In moments, Petterson returns to his cockpit, closes the canopy and roars skyward to spray another 120 to 140 acres. Pilot and crew will repeat this well-choreographed pit stop ballet many times a day, covering about 1,000 acres in a normal shift.

On board, Petterson has a global positioning satellite (GPS) system linked to a computer screen that displays a moving map. It shows him what has been sprayed and what has not.

"It's drawing him a picture of where he's at," says Moore. "It's pretty high tech."

The cockpit dash monitor shows the pilot a preprogrammed map of the fields to be sprayed and his plane's position. As Petterson makes each pass, the computer displays a swath on the map in real time, eliminating the need for flaggers on the ground.

"When he starts into a field, we make sure that he's in the right field," Moore adds. "Once he's started the field, the GPS keeps track for him."

All flying has its risks, but crop dusting is particularly hazardous. Instead of flying primarily in one direction, crop dusters climb, turn and dive repeatedly. They hug the ground rather than flying at a considerable altitude. That's what makes their work look like stunt flying.

"If there's a wire (power line) there, you try to go under it if you can," Petterson says. "You do what you do for a reason. It's not to show off. It's what you've got to do to do a good job."

"He's done this a long time," says Moore. "He knows how to bank 'em around and crank 'em around."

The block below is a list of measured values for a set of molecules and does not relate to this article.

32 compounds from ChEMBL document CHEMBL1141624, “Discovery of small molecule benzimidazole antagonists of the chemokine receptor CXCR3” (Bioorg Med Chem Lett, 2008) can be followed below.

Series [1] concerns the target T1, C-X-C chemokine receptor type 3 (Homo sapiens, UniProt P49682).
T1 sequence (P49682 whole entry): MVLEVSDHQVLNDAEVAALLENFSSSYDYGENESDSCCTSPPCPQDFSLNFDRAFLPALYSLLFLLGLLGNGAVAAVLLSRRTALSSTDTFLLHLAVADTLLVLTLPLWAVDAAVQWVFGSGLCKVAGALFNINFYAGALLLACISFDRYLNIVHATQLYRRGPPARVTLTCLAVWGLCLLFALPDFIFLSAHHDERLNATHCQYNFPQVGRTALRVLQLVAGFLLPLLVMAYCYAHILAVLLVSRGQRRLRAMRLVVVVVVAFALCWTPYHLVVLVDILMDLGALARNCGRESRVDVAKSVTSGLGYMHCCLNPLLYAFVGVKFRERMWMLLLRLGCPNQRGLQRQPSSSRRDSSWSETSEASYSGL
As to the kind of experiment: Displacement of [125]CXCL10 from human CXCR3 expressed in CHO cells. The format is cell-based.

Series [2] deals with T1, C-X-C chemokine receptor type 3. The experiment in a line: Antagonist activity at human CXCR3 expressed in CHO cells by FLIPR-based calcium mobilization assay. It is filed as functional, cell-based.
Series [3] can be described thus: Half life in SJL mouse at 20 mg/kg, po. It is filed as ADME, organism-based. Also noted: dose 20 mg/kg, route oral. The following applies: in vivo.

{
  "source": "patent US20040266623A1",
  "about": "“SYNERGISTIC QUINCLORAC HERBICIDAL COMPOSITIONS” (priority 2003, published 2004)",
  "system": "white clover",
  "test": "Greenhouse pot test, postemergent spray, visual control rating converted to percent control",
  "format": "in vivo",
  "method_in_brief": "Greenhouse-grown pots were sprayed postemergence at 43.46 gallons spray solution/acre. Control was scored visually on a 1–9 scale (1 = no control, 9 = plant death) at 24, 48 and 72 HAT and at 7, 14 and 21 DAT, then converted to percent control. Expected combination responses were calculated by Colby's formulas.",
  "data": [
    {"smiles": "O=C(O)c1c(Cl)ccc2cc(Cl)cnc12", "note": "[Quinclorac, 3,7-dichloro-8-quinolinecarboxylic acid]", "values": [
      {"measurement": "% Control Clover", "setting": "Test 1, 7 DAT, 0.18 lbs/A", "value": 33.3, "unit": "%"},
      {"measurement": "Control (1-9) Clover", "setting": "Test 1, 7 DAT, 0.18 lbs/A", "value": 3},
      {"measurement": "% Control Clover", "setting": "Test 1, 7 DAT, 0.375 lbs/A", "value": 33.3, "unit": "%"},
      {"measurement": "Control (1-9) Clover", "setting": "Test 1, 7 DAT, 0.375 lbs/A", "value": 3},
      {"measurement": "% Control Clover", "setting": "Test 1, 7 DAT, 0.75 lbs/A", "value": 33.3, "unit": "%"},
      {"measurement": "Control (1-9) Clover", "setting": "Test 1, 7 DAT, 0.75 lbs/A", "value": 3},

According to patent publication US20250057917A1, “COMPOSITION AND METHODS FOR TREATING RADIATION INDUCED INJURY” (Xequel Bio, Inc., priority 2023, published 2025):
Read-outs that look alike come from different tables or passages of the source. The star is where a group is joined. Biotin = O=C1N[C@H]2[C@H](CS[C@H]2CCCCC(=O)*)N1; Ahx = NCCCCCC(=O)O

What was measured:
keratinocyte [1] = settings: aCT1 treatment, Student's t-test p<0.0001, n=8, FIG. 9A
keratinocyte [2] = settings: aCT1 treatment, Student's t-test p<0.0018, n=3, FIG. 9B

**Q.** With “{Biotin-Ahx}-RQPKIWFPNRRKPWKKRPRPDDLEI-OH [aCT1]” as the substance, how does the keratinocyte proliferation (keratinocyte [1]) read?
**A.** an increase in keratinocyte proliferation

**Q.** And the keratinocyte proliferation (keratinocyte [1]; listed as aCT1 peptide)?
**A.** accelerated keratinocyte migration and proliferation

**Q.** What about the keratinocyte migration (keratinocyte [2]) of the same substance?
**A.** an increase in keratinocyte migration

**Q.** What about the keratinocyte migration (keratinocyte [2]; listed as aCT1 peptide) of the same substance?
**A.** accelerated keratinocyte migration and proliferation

"After 26 years of it, you know you're going to come home. You don't worry about it," adds Petterson.

A crop duster must have what is called "situational awareness," a sense of where everything is around him, and good depth perception. Power lines and bird strikes are the greatest hazard.

"It's a feeling. It's judgment," says Petterson. "I've been in there so long I can tell you exactly how high I am. Sometimes I fly higher; there are times I fly lower. It just depends on what the winds are doing and stuff."

Watching a crop-duster work evokes the early days of aircraft barnstorming. To the casual observer it looks like stunt flying, which military fighter pilots call "turn and burn."

Petterson scoffs at such nonsense, bluntly insisting, "You don't get paid for turning. You get paid for spaying."

But, in an unguarded moment, a little wide-eyed wonder comes through.

"I've always wanted to fly. As a kid I always just dreamed of flying. I loved it. And it took a lot of work to get here. By golly, I did it, and I don't know what else I'd rather do."